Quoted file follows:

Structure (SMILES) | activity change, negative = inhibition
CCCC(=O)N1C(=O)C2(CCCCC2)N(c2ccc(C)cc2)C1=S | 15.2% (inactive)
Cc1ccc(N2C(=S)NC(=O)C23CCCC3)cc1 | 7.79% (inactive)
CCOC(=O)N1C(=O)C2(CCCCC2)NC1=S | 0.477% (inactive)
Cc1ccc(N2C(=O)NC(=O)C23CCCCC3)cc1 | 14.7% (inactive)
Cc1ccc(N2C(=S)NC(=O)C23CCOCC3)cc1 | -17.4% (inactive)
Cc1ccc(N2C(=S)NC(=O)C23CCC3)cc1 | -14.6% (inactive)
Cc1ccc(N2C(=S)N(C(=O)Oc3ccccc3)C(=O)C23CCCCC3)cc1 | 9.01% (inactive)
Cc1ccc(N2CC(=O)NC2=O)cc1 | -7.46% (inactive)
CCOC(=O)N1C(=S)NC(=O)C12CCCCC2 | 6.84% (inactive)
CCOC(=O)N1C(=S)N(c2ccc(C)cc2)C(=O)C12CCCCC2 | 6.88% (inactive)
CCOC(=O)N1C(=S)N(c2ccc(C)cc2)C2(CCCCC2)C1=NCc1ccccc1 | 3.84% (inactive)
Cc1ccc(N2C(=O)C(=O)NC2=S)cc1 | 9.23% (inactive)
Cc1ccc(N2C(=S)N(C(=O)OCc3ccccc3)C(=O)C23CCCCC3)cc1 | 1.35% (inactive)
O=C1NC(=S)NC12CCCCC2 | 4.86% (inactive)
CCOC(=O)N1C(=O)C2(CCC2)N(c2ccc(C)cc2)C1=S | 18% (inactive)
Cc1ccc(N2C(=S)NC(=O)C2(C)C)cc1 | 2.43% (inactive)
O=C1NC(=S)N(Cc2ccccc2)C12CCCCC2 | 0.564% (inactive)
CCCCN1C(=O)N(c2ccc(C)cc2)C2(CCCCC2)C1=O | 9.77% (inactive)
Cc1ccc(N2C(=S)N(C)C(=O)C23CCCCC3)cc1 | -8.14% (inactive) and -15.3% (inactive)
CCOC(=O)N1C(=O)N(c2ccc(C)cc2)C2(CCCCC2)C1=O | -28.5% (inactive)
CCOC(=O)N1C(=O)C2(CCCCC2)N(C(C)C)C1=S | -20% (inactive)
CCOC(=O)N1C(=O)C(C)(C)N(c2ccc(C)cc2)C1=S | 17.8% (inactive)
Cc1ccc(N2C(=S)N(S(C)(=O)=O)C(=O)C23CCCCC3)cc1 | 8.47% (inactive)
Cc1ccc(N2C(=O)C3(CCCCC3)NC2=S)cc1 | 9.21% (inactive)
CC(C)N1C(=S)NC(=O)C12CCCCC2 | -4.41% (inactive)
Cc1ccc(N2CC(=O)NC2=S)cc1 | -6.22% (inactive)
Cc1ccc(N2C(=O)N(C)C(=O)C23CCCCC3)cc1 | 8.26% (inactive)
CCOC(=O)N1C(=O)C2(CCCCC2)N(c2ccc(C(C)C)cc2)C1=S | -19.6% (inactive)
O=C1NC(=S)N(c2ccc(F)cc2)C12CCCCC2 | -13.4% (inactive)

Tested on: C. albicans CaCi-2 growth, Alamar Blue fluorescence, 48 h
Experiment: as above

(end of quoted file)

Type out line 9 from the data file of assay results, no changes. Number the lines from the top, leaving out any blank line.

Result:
Cc1ccc(N2CC(=O)NC2=O)cc1 | -7.46% (inactive)